A Kano High Court presided over by Justice Y.M. Ubale has awarded N50million damages to the family of a 28-year-old man, Mustapha Idris Muhammad, who was tortured to death in the cell of the defunct Special Anti-Robbery Squad, SARS.
A Kano-based human rights lawyer, Abba Hikima, had in October 2019 dragged the Kano Commissioner of Police; the officer in charge of the defunct SARS, SP Uba Bangajiya and; the officer investigating the case, Inspector Garba Galadima, demanding N100 damages.
Mr Hikima had argued that SARS tortured Mr Muhammad to death but refused to inform the family and kept receiving food and money for him several days after his death.
The lawyer sought a declaration that the torture and killing of Mr Muhammad by the police without recourse to the law amounts to unlawful, arbitrary and unconstitutional contravention of the fundamental rights of the deceased protected by sections 34 and 33 of the Constitution of Nigeria 1999 (as amended) respectively.
Mr Hikima also sought a declaration that the torture and killing by the police without recourse to the law amounts to unlawful, arbitrary and unconstitutional contravention of the fundamental rights of the deceased protected by Sections 34 and 33 of the Constitution of Nigeria 1999 (as amended) respectively.
He also sought an order of the court to award the sum of N100,000,000 as damages payable by the police to the deceased through his family.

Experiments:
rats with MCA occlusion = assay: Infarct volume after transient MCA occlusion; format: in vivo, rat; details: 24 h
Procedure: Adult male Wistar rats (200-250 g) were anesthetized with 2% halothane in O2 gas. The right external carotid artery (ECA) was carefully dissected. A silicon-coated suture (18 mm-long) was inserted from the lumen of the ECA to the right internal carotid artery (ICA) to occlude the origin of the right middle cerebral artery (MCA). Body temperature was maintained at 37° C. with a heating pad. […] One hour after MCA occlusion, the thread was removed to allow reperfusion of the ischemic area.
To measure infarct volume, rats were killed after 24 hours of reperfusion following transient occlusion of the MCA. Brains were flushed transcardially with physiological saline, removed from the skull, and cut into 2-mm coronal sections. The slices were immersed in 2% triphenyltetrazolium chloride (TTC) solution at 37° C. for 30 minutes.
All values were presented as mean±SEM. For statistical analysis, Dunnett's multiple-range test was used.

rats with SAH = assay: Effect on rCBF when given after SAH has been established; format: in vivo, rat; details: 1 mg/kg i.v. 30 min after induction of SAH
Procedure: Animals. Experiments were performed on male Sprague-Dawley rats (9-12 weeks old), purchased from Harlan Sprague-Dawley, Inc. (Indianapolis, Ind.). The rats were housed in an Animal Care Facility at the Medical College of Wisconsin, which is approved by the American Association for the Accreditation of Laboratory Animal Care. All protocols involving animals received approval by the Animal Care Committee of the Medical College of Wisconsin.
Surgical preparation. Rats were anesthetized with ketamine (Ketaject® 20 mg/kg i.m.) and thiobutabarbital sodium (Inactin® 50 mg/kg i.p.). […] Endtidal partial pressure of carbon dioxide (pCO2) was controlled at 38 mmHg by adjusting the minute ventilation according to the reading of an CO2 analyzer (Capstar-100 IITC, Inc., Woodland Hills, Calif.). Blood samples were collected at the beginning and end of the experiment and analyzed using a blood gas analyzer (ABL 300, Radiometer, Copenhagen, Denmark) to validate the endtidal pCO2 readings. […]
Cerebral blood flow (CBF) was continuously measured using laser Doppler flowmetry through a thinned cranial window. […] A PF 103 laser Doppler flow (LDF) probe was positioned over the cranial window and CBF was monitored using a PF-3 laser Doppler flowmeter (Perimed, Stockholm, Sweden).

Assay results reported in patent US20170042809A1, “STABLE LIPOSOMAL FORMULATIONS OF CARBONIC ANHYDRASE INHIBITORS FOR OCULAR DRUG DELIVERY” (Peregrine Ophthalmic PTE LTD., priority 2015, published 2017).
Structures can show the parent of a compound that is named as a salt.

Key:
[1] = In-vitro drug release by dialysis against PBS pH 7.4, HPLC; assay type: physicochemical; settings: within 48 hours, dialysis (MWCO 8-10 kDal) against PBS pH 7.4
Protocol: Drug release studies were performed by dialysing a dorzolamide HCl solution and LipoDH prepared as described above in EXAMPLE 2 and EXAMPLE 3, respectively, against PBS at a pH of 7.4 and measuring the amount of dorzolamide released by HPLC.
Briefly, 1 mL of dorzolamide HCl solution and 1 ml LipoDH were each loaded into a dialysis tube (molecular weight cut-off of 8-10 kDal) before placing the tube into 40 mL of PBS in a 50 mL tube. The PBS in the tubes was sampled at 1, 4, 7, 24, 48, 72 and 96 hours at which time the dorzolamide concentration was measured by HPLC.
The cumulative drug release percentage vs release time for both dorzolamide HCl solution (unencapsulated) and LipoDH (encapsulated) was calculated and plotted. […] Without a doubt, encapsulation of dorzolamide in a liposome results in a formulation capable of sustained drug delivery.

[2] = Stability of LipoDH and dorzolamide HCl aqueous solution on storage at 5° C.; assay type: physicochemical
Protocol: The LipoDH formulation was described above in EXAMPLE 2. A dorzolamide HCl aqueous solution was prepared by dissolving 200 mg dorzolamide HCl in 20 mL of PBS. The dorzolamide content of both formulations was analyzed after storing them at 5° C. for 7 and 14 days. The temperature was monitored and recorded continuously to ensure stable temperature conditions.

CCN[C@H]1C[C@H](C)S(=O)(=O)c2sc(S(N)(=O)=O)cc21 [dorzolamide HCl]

In his affidavit in support of the application, the brother of the deceased, Abdulkarim Muhammad, said police did not inform any member of the deceased family of his brother’s alleged sickness.
He said his brother died on September 14, 2019 as shown in the mortuary register but the police told the family that he died on September 27, 2019.
He said the SARS officers lied that Mr Muhammad died of stomachache, and went further to procure a fake medical certificate to cover their tracks.
Ruling on the matter on Tuesday, the judge granted the nine out of 10 reliefs sought and awarded N50million damages to the family.
The judge also said the act of concealing his death to his family amounted to deprivation of the deceased’s religious rights, which as a Muslim, required that he be hastily buried.